LAKELAND, Fla. – Researchers at Florida Polytechnic University will work to support and strengthen the ethical identity of engineering students and future STEM professionals thanks to a new federal grant from the National Science Foundation (NSF).
The one-of-a-kind research will analyze the motives and barriers to ethical behavior in an academic setting, and the resulting ethical attitudes and actions exhibited by students. It also examines the extent to which these ethical attitudes continue once students enter the engineering workforce.
“As we try at Florida Poly to differentiate our product, and our product is the students, we want them to be the absolute best in terms of their technical training,” said Dr. Grisselle Centeno, principal investigator of the research. “However, it would all be worthless if they engage and practice in an unethical manner.”
The $600,000 grant – the largest NSF grant Florida Poly has received thus far – will fund a four-year program focused on students throughout their mandatory internships. About 60 engineering students will participate each year in multiple aspects of the research, including ethical trainings, case studies, surveys, and open discussions on different ethical scenarios. The data will be used to measure the impact these factors have on the students’ ethical actions and reactions. The goal is to develop a methodology that institutions across the nation can adopt to promote the establishment of ethical competence as a core skill associated with the engineer identity.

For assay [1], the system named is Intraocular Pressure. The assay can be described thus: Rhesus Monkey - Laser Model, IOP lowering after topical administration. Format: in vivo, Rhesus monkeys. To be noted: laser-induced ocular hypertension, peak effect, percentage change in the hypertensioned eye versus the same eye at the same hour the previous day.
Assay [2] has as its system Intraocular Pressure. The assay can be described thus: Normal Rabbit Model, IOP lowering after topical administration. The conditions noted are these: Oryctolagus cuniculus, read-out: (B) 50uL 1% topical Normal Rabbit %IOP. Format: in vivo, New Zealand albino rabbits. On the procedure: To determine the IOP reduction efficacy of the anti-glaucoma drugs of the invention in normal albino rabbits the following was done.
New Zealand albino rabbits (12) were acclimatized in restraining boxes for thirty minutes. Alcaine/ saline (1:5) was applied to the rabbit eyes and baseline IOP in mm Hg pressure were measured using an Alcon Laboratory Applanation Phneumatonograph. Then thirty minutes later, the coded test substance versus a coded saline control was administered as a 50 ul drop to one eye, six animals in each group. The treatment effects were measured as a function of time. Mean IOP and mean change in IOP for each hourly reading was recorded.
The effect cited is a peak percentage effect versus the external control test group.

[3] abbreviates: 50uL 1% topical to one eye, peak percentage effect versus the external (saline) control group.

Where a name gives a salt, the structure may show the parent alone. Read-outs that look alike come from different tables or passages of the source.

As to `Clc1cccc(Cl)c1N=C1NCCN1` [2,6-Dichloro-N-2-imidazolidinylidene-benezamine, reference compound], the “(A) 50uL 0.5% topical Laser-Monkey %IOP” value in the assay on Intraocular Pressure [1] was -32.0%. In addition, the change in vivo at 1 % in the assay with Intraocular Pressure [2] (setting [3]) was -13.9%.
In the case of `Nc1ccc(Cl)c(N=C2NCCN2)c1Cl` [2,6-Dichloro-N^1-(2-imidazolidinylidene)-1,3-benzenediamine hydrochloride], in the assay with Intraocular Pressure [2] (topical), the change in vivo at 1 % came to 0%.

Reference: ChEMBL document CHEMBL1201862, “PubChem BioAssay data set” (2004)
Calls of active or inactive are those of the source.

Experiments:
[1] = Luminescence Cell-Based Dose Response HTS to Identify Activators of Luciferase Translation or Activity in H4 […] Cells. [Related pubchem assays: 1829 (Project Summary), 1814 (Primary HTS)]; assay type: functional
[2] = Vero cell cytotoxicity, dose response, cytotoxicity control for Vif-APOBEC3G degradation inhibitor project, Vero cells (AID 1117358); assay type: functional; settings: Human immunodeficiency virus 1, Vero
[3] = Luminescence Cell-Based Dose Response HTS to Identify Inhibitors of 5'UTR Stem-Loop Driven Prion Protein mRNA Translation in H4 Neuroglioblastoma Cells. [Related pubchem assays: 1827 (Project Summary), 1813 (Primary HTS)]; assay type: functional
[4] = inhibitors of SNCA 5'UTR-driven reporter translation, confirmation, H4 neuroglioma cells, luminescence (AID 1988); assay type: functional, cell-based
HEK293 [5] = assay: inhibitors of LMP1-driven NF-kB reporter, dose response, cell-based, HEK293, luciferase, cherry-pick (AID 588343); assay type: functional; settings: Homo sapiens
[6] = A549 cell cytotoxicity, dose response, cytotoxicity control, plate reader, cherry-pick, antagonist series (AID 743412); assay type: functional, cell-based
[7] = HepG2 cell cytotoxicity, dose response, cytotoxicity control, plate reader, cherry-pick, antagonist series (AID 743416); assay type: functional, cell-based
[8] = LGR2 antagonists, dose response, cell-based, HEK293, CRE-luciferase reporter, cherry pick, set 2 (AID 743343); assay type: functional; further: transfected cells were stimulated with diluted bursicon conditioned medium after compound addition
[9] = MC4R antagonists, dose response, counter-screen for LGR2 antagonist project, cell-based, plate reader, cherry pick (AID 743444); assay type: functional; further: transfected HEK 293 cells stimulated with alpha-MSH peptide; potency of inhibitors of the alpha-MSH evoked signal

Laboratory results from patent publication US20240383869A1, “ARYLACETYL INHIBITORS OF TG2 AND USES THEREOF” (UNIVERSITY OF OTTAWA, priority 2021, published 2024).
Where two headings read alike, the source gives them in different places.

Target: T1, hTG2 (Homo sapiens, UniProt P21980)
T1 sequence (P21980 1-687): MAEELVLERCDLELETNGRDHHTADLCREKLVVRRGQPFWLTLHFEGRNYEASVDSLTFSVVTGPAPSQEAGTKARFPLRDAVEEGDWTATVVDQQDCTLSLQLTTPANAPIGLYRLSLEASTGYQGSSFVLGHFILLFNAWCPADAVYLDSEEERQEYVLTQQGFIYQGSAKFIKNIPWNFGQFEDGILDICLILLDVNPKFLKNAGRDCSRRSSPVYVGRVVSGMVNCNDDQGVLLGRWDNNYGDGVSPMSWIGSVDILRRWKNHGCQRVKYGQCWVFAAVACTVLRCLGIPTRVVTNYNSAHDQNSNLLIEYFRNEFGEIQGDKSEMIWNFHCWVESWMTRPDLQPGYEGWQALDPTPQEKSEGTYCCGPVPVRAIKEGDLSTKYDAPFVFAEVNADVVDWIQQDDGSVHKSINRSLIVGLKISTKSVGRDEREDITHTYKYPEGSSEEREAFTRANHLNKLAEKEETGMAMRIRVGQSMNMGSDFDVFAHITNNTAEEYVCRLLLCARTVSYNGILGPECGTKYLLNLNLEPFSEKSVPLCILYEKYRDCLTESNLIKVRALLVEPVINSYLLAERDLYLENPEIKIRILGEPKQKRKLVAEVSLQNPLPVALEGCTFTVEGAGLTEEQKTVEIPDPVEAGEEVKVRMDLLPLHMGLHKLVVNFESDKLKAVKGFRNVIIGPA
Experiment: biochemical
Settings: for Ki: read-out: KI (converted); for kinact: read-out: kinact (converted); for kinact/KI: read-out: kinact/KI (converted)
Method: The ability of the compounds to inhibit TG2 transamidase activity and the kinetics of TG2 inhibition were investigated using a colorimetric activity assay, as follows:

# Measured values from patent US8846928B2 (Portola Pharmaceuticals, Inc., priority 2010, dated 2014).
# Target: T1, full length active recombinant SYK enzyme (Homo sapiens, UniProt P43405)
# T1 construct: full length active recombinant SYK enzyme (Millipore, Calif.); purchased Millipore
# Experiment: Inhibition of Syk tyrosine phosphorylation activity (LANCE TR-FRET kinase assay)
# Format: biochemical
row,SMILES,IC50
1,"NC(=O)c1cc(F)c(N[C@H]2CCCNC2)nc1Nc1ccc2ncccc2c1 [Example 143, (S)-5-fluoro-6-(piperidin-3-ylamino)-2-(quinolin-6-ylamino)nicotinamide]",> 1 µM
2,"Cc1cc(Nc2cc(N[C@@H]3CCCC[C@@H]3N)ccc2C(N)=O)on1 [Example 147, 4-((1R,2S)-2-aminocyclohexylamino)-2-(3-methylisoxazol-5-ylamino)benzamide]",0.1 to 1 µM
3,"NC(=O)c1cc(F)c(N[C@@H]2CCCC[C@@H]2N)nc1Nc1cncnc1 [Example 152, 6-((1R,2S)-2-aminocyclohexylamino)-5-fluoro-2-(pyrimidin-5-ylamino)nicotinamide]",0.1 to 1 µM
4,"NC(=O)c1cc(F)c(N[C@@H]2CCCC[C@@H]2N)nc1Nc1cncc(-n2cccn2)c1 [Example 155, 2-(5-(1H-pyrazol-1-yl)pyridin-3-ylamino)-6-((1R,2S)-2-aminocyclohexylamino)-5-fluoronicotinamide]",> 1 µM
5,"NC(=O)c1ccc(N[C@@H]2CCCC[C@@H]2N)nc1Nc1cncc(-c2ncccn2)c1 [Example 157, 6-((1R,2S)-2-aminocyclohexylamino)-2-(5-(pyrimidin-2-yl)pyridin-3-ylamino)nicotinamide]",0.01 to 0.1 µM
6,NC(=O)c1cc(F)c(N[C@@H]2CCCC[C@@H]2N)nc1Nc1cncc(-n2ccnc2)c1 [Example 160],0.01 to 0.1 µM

“Engineering is not an easy career. There is a lot of pressure and that’s unfortunately when unethical behaviors may happen,” said Centeno, a professor in the Department of Data Science and Business Analytics. “We want to train our students so they have the sensitivity to recognize what’s ethical and what’s non-ethical, and equip them to act ethically.”
The research is a collaborative effort between Florida Poly, as the lead institution and the University of South Florida (USF). Centeno has been working with Dr. Kingsley Reeves and Dr. Michelle Hughes Miller, both from USF. Also collaborating are nationally recognized experts in engineering ethics Dr. Elaine E. Englehardt from Utah Valley University, and Dr. Michael S. Pritchard from Western Michigan University.
“Academic institutions must teach our students the critical importance of behaving ethically both inside the classroom and as engineering practitioners,” Centeno said.
“We want to make sure that the backbone of ethics is well instilled in the student’s development so that they can be successful and have an impact as engineers and STEM professionals.”
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